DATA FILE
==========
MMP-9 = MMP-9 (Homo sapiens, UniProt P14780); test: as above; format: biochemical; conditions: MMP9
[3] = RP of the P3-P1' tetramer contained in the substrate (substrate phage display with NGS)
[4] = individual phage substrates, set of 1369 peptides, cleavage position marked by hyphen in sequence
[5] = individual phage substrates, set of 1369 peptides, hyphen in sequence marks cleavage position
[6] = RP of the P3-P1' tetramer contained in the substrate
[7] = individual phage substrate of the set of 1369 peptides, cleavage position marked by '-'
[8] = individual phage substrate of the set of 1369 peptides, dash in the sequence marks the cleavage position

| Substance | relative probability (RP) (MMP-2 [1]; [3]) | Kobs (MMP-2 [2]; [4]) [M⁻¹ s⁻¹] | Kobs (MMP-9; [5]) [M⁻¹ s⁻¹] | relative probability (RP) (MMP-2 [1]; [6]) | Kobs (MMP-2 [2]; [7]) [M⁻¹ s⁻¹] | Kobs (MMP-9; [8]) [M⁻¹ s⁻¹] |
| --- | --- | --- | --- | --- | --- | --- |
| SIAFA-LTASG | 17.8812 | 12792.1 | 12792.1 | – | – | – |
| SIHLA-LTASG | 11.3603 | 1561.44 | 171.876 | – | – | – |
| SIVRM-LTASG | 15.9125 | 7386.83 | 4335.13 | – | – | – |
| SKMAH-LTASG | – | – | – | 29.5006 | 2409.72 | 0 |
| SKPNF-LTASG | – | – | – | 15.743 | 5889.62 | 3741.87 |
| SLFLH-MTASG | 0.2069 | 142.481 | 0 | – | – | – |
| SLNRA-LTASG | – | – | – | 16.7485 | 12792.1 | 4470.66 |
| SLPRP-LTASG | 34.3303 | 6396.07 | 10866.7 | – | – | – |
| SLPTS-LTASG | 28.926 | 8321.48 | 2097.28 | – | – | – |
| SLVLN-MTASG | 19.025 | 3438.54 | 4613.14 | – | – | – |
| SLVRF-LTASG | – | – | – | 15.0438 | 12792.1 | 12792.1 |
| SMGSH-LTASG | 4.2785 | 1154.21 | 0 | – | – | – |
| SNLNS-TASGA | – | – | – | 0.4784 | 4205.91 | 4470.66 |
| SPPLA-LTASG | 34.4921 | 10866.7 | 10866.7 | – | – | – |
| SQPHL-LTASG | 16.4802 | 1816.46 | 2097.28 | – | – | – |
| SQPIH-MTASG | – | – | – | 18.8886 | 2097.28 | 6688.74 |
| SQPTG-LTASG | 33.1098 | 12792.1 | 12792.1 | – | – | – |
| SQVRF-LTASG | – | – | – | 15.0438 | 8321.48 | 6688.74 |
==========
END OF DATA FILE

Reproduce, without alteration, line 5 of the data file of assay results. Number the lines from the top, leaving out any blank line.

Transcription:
[6] = RP of the P3-P1' tetramer contained in the substrate